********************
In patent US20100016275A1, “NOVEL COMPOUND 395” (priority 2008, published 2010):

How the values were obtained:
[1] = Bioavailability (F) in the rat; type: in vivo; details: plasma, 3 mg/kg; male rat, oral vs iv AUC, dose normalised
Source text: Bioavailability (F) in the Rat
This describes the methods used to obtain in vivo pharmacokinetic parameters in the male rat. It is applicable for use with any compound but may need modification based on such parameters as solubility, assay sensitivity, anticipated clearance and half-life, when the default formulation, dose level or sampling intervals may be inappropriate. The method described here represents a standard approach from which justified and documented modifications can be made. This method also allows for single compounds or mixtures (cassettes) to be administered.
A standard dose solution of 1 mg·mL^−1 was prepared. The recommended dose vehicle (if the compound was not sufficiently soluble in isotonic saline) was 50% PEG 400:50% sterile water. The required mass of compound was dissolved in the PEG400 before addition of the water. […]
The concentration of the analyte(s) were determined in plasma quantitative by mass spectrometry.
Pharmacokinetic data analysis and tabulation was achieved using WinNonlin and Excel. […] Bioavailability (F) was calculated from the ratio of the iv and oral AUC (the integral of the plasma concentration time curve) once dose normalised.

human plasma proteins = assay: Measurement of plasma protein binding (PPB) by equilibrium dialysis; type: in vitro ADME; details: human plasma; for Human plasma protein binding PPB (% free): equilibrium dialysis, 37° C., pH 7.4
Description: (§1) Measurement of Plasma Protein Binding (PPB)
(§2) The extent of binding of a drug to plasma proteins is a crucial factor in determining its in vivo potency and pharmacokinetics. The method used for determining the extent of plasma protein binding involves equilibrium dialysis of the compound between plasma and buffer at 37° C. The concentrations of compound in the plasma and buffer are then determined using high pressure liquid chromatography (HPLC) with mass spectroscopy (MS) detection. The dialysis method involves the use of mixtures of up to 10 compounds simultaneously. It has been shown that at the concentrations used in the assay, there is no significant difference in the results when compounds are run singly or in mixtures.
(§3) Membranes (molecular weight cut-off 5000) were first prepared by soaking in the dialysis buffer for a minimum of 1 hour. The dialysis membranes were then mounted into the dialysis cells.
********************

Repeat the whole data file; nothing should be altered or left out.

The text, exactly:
In patent US20100016275A1, “NOVEL COMPOUND 395” (priority 2008, published 2010):

How the values were obtained:
[1] = Bioavailability (F) in the rat; type: in vivo; details: plasma, 3 mg/kg; male rat, oral vs iv AUC, dose normalised
Source text: Bioavailability (F) in the Rat
This describes the methods used to obtain in vivo pharmacokinetic parameters in the male rat. It is applicable for use with any compound but may need modification based on such parameters as solubility, assay sensitivity, anticipated clearance and half-life, when the default formulation, dose level or sampling intervals may be inappropriate. The method described here represents a standard approach from which justified and documented modifications can be made. This method also allows for single compounds or mixtures (cassettes) to be administered.
A standard dose solution of 1 mg·mL^−1 was prepared. The recommended dose vehicle (if the compound was not sufficiently soluble in isotonic saline) was 50% PEG 400:50% sterile water. The required mass of compound was dissolved in the PEG400 before addition of the water. […]
The concentration of the analyte(s) were determined in plasma quantitative by mass spectrometry.
Pharmacokinetic data analysis and tabulation was achieved using WinNonlin and Excel. […] Bioavailability (F) was calculated from the ratio of the iv and oral AUC (the integral of the plasma concentration time curve) once dose normalised.

human plasma proteins = assay: Measurement of plasma protein binding (PPB) by equilibrium dialysis; type: in vitro ADME; details: human plasma; for Human plasma protein binding PPB (% free): equilibrium dialysis, 37° C., pH 7.4
Description: (§1) Measurement of Plasma Protein Binding (PPB)
(§2) The extent of binding of a drug to plasma proteins is a crucial factor in determining its in vivo potency and pharmacokinetics. The method used for determining the extent of plasma protein binding involves equilibrium dialysis of the compound between plasma and buffer at 37° C. The concentrations of compound in the plasma and buffer are then determined using high pressure liquid chromatography (HPLC) with mass spectroscopy (MS) detection. The dialysis method involves the use of mixtures of up to 10 compounds simultaneously. It has been shown that at the concentrations used in the assay, there is no significant difference in the results when compounds are run singly or in mixtures.
(§3) Membranes (molecular weight cut-off 5000) were first prepared by soaking in the dialysis buffer for a minimum of 1 hour. The dialysis membranes were then mounted into the dialysis cells.